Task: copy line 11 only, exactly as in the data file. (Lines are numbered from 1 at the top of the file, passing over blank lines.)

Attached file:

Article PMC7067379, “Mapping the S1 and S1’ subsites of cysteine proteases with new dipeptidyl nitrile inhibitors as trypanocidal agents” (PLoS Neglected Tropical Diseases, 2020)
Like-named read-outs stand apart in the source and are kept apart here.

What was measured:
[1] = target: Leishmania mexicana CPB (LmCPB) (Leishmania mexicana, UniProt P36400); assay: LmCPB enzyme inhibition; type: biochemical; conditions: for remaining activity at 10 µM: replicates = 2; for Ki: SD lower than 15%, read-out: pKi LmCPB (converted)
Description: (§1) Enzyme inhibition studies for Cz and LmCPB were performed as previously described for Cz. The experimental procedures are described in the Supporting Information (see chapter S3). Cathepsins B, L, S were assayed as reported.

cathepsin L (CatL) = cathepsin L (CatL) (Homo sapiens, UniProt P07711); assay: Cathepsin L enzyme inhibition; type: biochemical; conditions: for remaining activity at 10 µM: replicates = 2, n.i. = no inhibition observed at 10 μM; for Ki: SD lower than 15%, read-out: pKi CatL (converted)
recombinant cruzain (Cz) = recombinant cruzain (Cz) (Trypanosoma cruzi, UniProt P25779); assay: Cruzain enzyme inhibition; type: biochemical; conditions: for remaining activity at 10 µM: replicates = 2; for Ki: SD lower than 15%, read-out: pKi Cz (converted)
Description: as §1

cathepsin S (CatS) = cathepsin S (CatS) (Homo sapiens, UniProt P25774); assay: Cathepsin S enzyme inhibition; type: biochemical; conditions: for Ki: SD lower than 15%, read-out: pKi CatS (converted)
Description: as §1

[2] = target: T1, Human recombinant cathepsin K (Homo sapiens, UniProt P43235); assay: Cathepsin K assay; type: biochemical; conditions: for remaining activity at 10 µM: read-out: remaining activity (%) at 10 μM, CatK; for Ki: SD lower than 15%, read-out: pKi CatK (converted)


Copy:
[2] = target: T1, Human recombinant cathepsin K (Homo sapiens, UniProt P43235); assay: Cathepsin K assay; type: biochemical; conditions: for remaining activity at 10 µM: read-out: remaining activity (%) at 10 μM, CatK; for Ki: SD lower than 15%, read-out: pKi CatK (converted)